The success of two pilot programs that focus on primary care transformation has CMS hopeful for prolonged change.
- To meet the quickly changing healthcare landscape, a number of organizations are running pilot programs to experiment with new payment and care delivery models that can cut costs and improve the quality of care patients receive. When these pilot programs are successful, they enter the next phase and get a more wider implementation.
This week, Dr. Patrick Conway, Centers for Medicare and Medicaid Services (CMS) Deputy Administrator for Innovation and Quality and Chief Medical Officer wrote a blog post for CMS that touts the promising results from two pilot programs that aim to transform primary care. They are the Comprehensive Primary Care (CPC) initiative and the Multi-Payer Advanced Primary Care Practice (MAPCP) Demonstration.
“Today, CMS are excited to announce the promising findings from two large-scale tests of advanced primary care,” Dr. Conway wrote. “The CPC initiative, in its first year, decreased hospital admissions by 2 percent and emergency department visits by 3 percent, contributing to the reduction of expenditures nearly enough to offset care management fees paid by CMS. The MAPCP Demonstration generated an estimated $4.2 million in savings through the use of advanced primary care initiatives.”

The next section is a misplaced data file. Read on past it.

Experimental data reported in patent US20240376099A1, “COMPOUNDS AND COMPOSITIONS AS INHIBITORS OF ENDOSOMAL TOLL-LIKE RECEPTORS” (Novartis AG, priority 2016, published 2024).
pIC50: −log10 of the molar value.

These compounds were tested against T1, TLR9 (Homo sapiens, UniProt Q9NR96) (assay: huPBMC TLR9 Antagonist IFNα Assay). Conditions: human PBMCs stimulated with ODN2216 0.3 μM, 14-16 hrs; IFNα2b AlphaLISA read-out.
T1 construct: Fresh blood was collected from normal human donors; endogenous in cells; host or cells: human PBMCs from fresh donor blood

The CPC initiative is a unique multi-payer partnership between Medicare, Medicaid private healthcare payers and primary care practices in four states (Arkansas, Colorado, New Jersey and Oregon) and three regions (New York’s Capital District and Hudson Valley, Ohio and Kentucky’s Cincinnati-Dayton region, and Oklahoma’s Greater Tulsa region). Over the first year, 492 practices participated that serve 345,000 Medicare beneficiaries and more than 2.5 million patients overall.
The goal of the initiative is to provide care management for those at greater risk, improve access, track patient experiences, coordinate care and use health information technology to support population health. Practices received non-visit based reimbursement from participating payers and have the chance to share the savings.
The main cost saving method is a reduction in hospital admissions and emergency department visits, especially when it comes to higher-risk patients. Over 90 percent of participating practices were able to successfully meet all transformation requirements.
The MAPCP Demonstration is a multi-payer initiative in which Medicare is participating with Medicaid and private healthcare payers in eight advanced primary care initiatives. These were run in Maine, Michigan, Minnesota, New York, North Carolina, Pennsylvania, Rhode Island and Vermont. Participating practices receive monthly care management fees from the participating payers and additional support like data feedback and practice coaching.
In the first year, more than 3,800 providers, 700 practices and 400,000 Medicare beneficiaries participated. Medicare was able to seamlessly integrate with the eight states and it was clear that MAPCP payments providers would need support to help practices transform the way they deliver coordinated care.
“These first-year results illustrate the potential for steady improvements in the participating practices’ advanced primary care capabilities,” Dr. Conway wrote. “CMS anticipates continued improvements as the participating practices deepen and refine their methods of delivering advanced primary care so that patients can continue to receive improved quality and coordination of care.”